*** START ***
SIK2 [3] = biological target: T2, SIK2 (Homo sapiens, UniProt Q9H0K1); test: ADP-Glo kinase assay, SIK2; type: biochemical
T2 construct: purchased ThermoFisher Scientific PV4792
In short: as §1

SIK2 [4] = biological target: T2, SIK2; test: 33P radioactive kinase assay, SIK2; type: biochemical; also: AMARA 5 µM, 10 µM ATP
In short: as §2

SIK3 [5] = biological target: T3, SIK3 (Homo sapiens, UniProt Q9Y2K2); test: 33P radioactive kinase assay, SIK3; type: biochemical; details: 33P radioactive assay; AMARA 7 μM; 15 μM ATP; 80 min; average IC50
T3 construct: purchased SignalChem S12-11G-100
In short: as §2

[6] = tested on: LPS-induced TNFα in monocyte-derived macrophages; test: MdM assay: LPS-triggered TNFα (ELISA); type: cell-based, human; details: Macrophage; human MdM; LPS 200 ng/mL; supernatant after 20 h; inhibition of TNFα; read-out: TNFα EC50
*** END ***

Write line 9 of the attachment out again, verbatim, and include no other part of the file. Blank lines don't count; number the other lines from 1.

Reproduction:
[6] = tested on: LPS-induced TNFα in monocyte-derived macrophages; test: MdM assay: LPS-triggered TNFα (ELISA); type: cell-based, human; details: Macrophage; human MdM; LPS 200 ng/mL; supernatant after 20 h; inhibition of TNFα; read-out: TNFα EC50